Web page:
Buzz Aldrin Fast Facts

Posted at 12:37 PM, Feb 05, 2019
and last updated 2019-02-05 14:47:13-05

Here’s a look at the life of astronaut Buzz Aldrin.

Birth date: January 20, 1930

Birth place: Montclair, New Jersey

Birth name: Edwin Eugene Aldrin Jr.

Father: Edwin Aldrin Sr., an aviation pioneer and oil executive

Mother: Marion (Moon) Aldrin

Marriages: Lois Driggs Cannon (February 14, 1988-December 28, 2012, divorced); Beverly Van Zile (December 31, 1975-date unknown publicly, divorced); Joan A. (Archer) Aldrin (December 29, 1954-1972, divorced)

Children: with Joan A. (Archer) Aldrin: James Michael, Janice Ross and Andrew John

Education: US Military Academy at West Point, B.S., 1951; Massachusetts Institute of Technology, Astronautics Sc.D., 1963

Military service: US Air Force, 1951-1972, Colonel

Other Facts:
The nickname “Buzz” came from the way his sister Fay Ann said the word buzzer instead of brother.

As a fighter pilot in the Korean War, he completed 66 F-86 combat missions, destroyed two MiG’s, damaged another, and earned the Distinguished Flying Cross.

His doctoral dissertation at M.I.T. dealt with the piloting and rendezvous of two spacecraft in orbit. Aldrin’s techniques have been used on many NASA missions.

He logged 289 hours and 53 minutes in space between the Gemini and Apollo programs.

1951 – Graduates third in his class at West Point, out of 475.

October 17, 1963 – Is part of the third group of men selected by NASA to be astronauts.

November 11, 1966 Is launched into space as the pilot of Gemini 12. Aldrin sets a new Extra-Vehicular Activity (EVA) record of 5 ½ hours. The flight lasts almost four days.

July 16-July 24, 1969 – Lunar Module Pilot of the Apollo 11 mission and second person on the moon. The three-man crew consists of Aldrin, Neil Armstrong, and Michael Collins.

July 20, 1969 After landing near the Sea of Tranquility, Armstrong and Aldrin spend about two hours on the surface. Aldrin then pilots the Lunar Module back to the Command Module orbiting above.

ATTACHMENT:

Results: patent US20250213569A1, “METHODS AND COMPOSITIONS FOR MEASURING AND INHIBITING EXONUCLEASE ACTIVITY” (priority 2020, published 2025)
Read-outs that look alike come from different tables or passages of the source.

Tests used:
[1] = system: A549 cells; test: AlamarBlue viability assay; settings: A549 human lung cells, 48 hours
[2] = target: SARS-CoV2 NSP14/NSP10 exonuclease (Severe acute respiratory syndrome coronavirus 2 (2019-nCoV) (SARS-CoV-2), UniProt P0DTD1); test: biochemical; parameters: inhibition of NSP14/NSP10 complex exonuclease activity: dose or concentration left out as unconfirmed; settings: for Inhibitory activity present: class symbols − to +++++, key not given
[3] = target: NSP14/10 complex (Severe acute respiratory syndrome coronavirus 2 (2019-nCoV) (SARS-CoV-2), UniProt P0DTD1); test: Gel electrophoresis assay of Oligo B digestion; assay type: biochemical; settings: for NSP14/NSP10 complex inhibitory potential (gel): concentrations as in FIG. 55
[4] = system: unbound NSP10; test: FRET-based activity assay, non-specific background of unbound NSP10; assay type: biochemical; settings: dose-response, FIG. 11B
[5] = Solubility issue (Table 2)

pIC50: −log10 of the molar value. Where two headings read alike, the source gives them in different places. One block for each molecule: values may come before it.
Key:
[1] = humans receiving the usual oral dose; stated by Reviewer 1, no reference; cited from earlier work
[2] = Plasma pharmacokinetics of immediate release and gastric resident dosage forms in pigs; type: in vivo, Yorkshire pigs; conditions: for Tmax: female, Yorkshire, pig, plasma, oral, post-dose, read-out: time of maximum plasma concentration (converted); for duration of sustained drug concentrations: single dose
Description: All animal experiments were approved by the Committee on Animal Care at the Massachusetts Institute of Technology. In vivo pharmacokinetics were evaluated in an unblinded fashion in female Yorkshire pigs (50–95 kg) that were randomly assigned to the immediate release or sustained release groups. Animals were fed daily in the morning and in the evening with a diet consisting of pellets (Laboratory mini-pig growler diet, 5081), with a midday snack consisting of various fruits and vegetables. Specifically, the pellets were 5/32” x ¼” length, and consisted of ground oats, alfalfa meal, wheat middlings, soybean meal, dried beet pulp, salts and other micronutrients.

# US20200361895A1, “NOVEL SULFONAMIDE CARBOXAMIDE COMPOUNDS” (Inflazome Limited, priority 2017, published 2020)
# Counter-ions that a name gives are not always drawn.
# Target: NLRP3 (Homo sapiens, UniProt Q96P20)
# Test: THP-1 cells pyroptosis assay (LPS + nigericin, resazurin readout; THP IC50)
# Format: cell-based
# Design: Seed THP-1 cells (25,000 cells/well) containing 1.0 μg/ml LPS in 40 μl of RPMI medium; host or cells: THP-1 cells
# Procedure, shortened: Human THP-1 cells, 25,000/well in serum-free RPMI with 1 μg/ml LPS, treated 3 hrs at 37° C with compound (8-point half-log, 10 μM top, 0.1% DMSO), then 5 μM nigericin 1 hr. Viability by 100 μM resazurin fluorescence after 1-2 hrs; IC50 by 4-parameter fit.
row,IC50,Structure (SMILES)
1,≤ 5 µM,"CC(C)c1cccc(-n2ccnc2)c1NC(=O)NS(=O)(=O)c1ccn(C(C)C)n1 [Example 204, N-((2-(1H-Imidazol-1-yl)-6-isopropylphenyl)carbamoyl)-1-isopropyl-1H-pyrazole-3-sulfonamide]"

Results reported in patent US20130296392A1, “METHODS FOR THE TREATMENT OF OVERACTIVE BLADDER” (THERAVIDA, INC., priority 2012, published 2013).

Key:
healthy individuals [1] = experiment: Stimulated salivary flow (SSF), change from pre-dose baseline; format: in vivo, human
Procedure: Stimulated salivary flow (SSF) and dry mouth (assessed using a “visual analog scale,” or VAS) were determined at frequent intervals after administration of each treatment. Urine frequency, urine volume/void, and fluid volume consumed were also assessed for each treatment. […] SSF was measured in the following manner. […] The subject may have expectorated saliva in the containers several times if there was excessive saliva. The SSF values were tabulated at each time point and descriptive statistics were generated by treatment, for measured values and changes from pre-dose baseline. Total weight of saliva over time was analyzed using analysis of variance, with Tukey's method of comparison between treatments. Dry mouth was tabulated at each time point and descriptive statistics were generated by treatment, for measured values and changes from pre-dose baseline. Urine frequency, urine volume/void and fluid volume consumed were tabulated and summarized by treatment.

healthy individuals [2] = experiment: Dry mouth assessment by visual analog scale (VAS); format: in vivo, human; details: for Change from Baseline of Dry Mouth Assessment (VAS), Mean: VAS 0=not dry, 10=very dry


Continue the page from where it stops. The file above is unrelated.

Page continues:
1969 – Receives the Presidential Medal of Freedom from President Richard Nixon.

1971 – Retires from NASA.

1971-1972 – Commandant of the Aerospace Research Pilots School, Edwards Air Force Base, California.

1971 – Is hospitalized in San Antonio for depression and alcoholism.

March 1972 – Retires from the Air Force as a colonel.

1988 – Legally changes his name to Buzz Aldrin.

1993 – Patents his design for a permanent space station.

March 19, 1993 – Is inducted into the Astronauts Hall of Fame.

1994 – Appears as himself on “The Simpsons.”

1996 – Founds the rocket design company, Starcraft Boosters, Inc.

1998 – Founds ShareSpace, a nonprofit company designed to help fund and promote mass-market space travel.

2002 – President George W. Bush appoints Aldrin to the Presidential Commission on the Future of the United States Aerospace Industry.

September 9, 2002 – Punches journalist Bart Sibrel after he demands that Aldrin prove he had actually been to the moon.

July 21, 2004 – Attends a White House ceremony with Armstrong and Collins marking the 35th anniversary of Apollo 11.

December 15, 2006 – Makes a cameo appearance on the television show “Numb3rs.”

March 20, 2007 – Aldrin opens the Skywalk, a glass bottomed observation deck over the Grand Canyon, that extends 70 feet from the canyon wall.

May 14, 2009 – “Look to the Stars,” a children’s book about space travel penned by Aldrin and illustrated by Wendell Minor, is published.

June 2009 – Autobiography “Magnificent Desolation: The Long Journey Home from the Moon” is published.

August 19, 2009 – NASA receives the Philo T. Farnsworth Award, an Emmy given to NASA for, “…engineering excellence and technological innovations that made possible the first live TV broadcast from the moon by the Apollo 11…” Aldrin accepts on behalf of NASA.

March-April 2010 – Competes on ABC’s “Dancing With the Stars.” Aldrin is voted off the show on April 6, 2010.

November 16, 2011 – Receives the Congressional Gold Medal for Distinguished Astronauts along with Armstrong, Collins and John Glenn.

May 7, 2013 – Aldrin makes a case for commercial travel into the cosmos with the book, “Mission to Mars: My Vision for Space Exploration.”

July 30, 2015 – On Twitter, Aldrin posts an expense report from his trip to the moon in 1969. According to the voucher, Aldrin was reimbursed $33.31 for his voyage from Houston to the moon and back.

September 1, 2015 – Aldrin collaborates with author, Marianne Dyson on a children’s book, “Welcome to Mars: Making a Home on the Red Planet,” published by National Geographic.

December 1, 2016 – Is evacuated from the South Pole and flown to New Zealand. Aldrin was part of a tourist group visiting Amundsen-Scott South Pole Station.

December 3, 2016 –In an online statement, Aldrin says he became short of breath and had congestion in his lungs, symptoms of altitude sickness, while at the South Pole. Aldrin’s manager says he went to Antarctica to experience conditions more similar to Mars than any other place on earth.

August 10, 2018 – Endorses Vice President Mike Pence’s call for the establishment of a Space Force by 2020, calling it“one giant leap in the right direction.”